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Ad up for head of

research initiative

FAYETTEVILLE -- Business experience is listed in a job description as important for candidates seeking to lead a new University of Arkansas, Fayetteville research initiative supported with a $194.7 million Walton grant.

"This leader will possess a proven ability to launch, grow and manage a business, establish mutually beneficial partnerships, and build collaborative spaces for the University of Arkansas and its constituents," states the position description for founding director of UA's Institute for Integrative and Innovative Research.

The initiative was announced by the university as emphasizing entrepreneurship and taking ideas to the marketplace, with a focus on five research areas. A new research facility and a planned Bentonville satellite site are part of the initiative. In July, UA announced a $194.7 million grant from the Walton Family Charitable Support Foundation, which is led by family members of Walmart founder Sam Walton.

Qualifications for the director job include "significant academic credentials," strong management skills and an "established record of securing extramural federal and/or private funding," according to the position description posted on UA's website.

The director position will be an endowed faculty position at UA.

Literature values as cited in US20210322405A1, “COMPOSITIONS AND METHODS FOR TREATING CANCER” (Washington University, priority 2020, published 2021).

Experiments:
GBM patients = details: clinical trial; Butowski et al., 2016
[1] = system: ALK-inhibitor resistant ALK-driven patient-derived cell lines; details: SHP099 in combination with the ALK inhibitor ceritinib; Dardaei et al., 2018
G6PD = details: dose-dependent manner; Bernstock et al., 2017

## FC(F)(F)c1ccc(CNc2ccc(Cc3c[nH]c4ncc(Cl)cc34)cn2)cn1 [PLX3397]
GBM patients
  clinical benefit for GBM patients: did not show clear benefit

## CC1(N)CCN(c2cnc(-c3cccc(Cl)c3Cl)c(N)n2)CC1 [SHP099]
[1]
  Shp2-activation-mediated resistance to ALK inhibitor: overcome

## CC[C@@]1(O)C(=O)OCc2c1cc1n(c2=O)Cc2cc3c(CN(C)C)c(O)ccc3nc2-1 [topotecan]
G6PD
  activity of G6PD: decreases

$100,000 pledged

for design facility

FAYETTEVILLE -- The Nabholz Charitable Foundation has pledged $100,000 in support of the planned Anthony Timberlands Center in Design and Materials Innovation, an estimated $19.5 million University of Arkansas, Fayetteville design and research facility for architecture students.

Charles Nabholz, chairman emeritus of the Nabholz construction company, in a statement released by UA said the university is "laying the groundwork for our state to lead the U.S. in creating beautiful and innovative timber structures."

Nabholz, which has its corporate headquarters in Conway, managed the construction of UA's Adohi Hall, a residence hall built using mass timber technology. It opened in the fall of 2019 as the first U.S. college residence hall to be built using what are known as cross-laminated timber panels.

The company also is the contractor for the Anthony Timberlands Center.

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